One day after parturition, stereotaxic surgery was performed to implant a cannula into the left lateral ventricle following a protocol similar to one used previously by our lab2. To induce anesthesia, dams were placed in an induction chamber containing 5% isoflurane in oxygen. Once anesthesia was induced, animals were administered 2 mL of sterile saline and 0.03 mg/kg buprenorphine. The dam was then placed into a stereotaxic frame. Anesthesia was maintained using 2–3% isoflurane in oxygen and a stainless steel guide cannula (22 gauge, 8 mm length, Plastics One Inc., Roanoke, VA) was implanted into the left lateral ventricle (1.5 mm posterior, 2.0 mm lateral, and 3.0 mm ventral relative to bregma). At the time of surgery, cannula placement was verified using gravitational saline letdown as has been done in previous reports113. A dummy cannula extending 1 mm beyond the guide cannula was inserted into the guide cannula upon cessation of surgery to prevent cannula blockage. While the dam was undergoing surgery, her pups were left in the home cage on a heating pad and monitored. Dams were allowed one day of recovery after surgery during which they were left undisturbed and monitored to ensure appropriate recovery (e.g. maintaining weight and grooming properly).
Following recovery, daily infusions of zebularine or vehicle were performed. Zebularine is a cytidine analog known to incorporate into DNA and consequently alters DNA methylation114. This drug is known to alter levels of DNA methylation when administered to adult rats2,65,66,68. We selected a drug dose and treatment regimen shown to reverse aberrant DNA methylation and gene expression levels2 as well as reverse maltreatment-induced aberrations in forced swim behavior63. Specifically, zebularine (600 ng/μl in 10% DMSO, 2 μl volume, infusion rate of 1 μl/min) was administered once daily for seven days. Vehicle was comprised of 10% DMSO in sterile saline. Each experimental group contained between 10–12 subjects.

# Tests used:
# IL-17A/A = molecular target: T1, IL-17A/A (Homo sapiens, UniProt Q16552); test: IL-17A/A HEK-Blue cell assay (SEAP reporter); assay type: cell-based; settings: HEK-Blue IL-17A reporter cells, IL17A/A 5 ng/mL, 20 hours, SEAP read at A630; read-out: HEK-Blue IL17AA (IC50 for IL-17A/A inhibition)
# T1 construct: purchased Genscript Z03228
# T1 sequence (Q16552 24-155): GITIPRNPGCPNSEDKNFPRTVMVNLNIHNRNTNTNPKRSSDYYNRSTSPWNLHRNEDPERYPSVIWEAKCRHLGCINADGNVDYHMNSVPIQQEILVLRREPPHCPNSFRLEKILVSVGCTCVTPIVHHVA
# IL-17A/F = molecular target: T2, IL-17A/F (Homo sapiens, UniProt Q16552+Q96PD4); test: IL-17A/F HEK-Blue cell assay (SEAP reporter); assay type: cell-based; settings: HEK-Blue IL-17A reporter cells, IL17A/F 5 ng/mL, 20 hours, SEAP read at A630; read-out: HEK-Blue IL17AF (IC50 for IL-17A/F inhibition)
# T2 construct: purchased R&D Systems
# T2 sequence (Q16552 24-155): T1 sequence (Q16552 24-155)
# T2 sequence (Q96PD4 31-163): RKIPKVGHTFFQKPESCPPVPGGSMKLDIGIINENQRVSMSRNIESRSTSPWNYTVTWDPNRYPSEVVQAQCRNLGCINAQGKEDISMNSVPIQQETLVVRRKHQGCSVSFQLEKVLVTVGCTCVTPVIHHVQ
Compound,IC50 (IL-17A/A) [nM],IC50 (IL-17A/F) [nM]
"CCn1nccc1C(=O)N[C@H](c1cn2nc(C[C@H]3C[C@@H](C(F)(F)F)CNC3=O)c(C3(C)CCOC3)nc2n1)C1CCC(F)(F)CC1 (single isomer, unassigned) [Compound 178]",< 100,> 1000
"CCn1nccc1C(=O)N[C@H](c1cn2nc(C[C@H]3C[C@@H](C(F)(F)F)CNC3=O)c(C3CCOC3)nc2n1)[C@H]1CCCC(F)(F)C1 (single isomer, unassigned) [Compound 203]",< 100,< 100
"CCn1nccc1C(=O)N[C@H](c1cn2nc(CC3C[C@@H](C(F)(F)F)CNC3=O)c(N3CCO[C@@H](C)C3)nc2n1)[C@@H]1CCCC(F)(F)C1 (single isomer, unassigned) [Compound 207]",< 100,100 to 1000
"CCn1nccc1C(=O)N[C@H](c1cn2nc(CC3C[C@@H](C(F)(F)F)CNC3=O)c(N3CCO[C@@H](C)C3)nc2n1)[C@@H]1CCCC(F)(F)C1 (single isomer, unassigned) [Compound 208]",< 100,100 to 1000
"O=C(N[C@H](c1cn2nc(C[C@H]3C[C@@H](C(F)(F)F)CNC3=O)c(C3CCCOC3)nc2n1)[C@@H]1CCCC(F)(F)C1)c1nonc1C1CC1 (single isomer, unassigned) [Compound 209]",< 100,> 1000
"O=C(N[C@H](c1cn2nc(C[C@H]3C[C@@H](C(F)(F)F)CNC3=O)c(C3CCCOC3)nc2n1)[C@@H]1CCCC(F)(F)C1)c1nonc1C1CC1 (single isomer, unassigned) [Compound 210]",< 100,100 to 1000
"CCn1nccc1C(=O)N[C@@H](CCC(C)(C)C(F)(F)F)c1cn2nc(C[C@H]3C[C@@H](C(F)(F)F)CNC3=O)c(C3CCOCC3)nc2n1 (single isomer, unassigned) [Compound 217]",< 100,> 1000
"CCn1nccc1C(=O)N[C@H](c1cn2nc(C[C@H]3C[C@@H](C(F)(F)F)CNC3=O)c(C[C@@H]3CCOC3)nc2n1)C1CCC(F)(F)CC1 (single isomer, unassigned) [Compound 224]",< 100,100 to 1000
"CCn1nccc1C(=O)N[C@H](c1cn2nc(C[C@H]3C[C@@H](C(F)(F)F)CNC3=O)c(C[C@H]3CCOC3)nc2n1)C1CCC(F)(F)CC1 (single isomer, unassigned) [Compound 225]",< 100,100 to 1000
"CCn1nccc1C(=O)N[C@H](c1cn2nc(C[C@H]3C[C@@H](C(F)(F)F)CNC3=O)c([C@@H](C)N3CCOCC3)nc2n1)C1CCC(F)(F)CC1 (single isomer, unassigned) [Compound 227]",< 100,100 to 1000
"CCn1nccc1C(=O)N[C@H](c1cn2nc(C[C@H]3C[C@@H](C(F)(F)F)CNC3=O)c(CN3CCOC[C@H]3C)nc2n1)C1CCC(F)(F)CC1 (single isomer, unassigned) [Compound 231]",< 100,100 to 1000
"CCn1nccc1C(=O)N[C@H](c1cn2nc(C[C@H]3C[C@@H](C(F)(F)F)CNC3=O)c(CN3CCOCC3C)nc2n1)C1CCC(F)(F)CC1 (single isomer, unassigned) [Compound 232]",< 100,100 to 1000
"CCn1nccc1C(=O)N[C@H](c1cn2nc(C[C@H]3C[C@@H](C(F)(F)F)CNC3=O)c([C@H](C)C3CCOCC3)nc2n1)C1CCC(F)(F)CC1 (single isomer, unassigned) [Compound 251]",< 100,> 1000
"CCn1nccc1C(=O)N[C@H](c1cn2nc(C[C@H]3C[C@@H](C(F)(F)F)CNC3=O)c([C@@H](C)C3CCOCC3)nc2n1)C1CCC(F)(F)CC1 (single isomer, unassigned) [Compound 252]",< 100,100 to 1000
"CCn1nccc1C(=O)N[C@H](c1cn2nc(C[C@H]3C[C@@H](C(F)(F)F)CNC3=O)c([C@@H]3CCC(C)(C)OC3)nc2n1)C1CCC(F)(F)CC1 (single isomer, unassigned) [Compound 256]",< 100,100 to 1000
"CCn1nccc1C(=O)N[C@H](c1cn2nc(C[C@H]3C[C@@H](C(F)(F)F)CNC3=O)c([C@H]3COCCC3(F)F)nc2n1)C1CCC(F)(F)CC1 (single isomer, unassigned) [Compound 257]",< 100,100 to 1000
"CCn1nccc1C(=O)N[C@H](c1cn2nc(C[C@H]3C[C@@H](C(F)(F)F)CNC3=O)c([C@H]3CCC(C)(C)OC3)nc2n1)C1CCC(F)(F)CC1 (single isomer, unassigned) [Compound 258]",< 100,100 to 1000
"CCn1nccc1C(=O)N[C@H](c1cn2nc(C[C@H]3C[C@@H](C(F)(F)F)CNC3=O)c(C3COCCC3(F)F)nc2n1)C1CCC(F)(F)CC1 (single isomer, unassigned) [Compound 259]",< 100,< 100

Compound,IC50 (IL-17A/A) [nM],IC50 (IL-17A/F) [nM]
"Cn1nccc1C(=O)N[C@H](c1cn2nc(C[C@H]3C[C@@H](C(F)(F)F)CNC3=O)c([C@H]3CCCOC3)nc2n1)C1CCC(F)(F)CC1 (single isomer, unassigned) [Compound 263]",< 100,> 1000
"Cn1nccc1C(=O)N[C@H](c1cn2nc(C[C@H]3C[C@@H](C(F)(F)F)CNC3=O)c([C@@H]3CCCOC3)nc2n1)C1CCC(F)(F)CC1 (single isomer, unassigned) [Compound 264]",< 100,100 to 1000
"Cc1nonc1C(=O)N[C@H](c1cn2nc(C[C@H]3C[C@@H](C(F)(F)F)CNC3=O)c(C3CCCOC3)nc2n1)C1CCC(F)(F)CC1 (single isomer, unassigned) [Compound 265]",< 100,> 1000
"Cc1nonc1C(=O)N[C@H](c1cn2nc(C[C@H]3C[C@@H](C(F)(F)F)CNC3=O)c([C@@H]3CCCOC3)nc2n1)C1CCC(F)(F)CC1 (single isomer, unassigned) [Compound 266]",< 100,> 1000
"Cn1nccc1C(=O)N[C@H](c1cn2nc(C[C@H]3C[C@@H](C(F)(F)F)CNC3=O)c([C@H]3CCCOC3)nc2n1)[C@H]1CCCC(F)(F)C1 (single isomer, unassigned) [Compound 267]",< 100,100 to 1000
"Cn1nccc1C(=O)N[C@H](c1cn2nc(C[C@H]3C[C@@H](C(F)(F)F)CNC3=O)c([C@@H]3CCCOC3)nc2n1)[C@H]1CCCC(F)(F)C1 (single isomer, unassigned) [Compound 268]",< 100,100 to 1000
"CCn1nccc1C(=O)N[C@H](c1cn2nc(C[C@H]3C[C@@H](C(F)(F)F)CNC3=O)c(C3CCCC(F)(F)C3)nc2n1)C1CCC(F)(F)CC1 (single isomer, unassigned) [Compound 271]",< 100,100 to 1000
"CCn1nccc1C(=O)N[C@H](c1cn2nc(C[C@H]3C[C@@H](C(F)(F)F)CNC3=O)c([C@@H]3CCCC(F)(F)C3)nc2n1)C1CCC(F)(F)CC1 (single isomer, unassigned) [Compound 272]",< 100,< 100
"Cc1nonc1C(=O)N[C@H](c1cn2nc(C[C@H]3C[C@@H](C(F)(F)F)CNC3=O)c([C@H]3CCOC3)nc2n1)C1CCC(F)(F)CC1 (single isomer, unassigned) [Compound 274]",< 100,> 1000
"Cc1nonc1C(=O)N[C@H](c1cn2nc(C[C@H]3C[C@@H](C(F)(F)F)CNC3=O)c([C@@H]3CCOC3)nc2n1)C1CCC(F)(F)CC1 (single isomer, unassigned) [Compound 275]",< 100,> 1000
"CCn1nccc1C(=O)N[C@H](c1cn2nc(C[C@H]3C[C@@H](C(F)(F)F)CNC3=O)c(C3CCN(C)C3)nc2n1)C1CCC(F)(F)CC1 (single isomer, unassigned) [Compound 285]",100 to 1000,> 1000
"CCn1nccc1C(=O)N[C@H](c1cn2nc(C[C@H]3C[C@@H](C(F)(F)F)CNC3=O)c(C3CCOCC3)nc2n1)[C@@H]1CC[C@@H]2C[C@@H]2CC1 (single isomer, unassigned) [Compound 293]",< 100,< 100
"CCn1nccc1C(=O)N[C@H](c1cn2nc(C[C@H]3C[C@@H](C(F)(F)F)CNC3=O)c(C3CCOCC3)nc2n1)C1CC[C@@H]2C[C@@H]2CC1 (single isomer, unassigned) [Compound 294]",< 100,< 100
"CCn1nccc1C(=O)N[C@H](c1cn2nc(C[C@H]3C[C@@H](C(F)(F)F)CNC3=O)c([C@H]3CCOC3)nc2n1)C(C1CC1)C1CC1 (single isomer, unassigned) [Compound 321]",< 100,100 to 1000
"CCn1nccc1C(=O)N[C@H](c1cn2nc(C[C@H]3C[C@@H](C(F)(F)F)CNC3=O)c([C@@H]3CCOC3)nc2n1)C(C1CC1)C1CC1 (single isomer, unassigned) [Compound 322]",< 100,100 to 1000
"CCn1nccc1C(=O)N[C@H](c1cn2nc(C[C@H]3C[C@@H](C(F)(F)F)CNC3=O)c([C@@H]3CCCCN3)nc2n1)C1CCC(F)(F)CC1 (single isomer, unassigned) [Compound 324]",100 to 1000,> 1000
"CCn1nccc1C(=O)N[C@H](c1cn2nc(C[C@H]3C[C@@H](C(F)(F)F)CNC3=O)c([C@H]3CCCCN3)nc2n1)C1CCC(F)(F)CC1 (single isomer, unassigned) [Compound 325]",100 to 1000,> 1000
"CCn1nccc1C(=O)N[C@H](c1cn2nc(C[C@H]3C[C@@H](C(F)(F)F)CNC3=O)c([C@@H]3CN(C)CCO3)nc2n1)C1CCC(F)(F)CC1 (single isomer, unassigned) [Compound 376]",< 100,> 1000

A 30 minute behavioral recording was collected 24 hours following the final infusion, as this is the same time point we have observed an effect of zebularine on methylation and gene expression2. Recordings were later coded offline for adverse (roughly handling, dropping, dragging, stepping on, and avoiding the pups) maternal behaviors by scorers blind to experimental conditions. Because a previous report from our lab found enhanced levels of adverse behaviors performed toward offspring in dams with a history of maltreatment2, the total number of adverse behaviors conducted throughout the 30 minute recording were tallied. This method of recording each bout of a behavior has been used by others to probe for differences in maternal care in dams with a history of early-life stress115, providing more resolution that can be lost when collapsing behaviors across time bins (as we have commonly done).